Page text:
Third, both sides recognized there was much in this record to support the inference that the shooting was the product of a struggle for the gun during a verbal altercation. The evidence in this case, as the prosecutor made clear over and over again in argument and in presentation of the case, supported the view that Doe and Ms. S both had been using large quantities of drugs and alcohol, that they had been fighting, verbally and perhaps physically, and that in the course of the altercation the gun discharged. (See e.g., RT 193: prosecutor describing possible struggle in opening argument; RT 194: describing statement by Doe to Fred Greer that he and Ms. S had been involved in a “scuffle.”; RT 1249: prosecutor argues that neighbors had heard the two fighting; RT 1250: prosecutor describes altercation as a “major, major battle”; RT 1250: animal hair on Doe’s clothes and scratches on his person indicate the pair were fighting). Indeed, one of the significant legal battles that occurred below was over the prosecution’s right introduce the rebuttal testimony of Mr. W, who claimed Doe and Ms. S had been having problems in their relationship. Having fought to introduce evidence of conflict between appellant and Ms. S, the state cannot now argue that there was no such evidence in the record. An argument that the instructional error was harmless simply ignores an abundance of evidence upon which the jury could have based an inference that the shooting was the product of a sudden quarrel or heat of passion.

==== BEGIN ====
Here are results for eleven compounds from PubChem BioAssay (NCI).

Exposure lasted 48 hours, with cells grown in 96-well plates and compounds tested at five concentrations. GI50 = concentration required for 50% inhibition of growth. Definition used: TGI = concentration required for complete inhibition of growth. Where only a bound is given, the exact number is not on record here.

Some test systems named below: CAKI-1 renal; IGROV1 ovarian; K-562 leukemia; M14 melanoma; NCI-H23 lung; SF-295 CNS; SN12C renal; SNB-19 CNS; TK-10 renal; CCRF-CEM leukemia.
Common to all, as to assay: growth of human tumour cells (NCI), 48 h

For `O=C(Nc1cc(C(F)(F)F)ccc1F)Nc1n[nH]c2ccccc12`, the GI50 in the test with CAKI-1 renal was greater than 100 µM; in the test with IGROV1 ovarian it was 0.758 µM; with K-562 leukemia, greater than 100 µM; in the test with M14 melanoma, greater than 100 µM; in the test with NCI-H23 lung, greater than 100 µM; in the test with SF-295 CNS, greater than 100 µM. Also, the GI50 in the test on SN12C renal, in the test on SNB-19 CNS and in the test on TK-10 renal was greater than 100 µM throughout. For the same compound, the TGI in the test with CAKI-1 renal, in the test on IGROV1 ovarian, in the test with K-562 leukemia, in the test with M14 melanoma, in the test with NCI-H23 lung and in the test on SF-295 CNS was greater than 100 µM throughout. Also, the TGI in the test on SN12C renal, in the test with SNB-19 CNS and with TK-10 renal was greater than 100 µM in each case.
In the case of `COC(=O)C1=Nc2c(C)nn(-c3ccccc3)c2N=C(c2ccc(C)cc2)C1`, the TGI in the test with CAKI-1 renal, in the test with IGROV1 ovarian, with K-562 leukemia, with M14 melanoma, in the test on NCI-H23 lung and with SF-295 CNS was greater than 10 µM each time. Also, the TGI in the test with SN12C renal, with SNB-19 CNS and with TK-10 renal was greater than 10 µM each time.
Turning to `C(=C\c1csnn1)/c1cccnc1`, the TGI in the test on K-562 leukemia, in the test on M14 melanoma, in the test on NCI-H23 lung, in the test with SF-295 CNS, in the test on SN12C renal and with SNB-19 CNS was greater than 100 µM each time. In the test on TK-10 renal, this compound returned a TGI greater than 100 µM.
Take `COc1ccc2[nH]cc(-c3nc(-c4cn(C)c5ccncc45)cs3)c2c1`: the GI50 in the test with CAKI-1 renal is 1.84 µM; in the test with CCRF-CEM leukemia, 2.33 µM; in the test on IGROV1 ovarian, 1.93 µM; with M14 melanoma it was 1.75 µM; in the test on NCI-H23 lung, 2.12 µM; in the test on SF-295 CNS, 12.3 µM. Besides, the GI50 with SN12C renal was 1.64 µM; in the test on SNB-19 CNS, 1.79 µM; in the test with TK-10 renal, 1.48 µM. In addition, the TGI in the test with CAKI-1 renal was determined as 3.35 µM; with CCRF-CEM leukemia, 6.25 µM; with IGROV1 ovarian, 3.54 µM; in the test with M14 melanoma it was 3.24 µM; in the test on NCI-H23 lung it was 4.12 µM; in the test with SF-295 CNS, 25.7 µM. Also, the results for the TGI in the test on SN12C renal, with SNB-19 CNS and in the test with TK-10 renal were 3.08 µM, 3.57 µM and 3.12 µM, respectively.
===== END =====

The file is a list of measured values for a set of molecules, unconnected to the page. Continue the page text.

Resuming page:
Fourth, the prosecutor not only requested the instructions on voluntary manslaughter; he restated the erroneous portion of them in his closing emphasizing that unless Doe intended to kill Ms. S, the jury could not arrive at a voluntary manslaughter verdict. (RT 12S3: “Voluntary manslaughter requires not only intent to kill, you have to find intent to kill, unlike second degree murder.”)
Finally, there is evidence in the record that the jury in this case actually did consider a manslaughter verdict, but felt compelled to reject it and convict Doe of second degree murder precisely due to the instructional error asserted above: the jurors did not believe Doe intended to kill Ms. S and the instructions precluded a voluntary manslaughter verdict in that circumstance. See n.5, supra.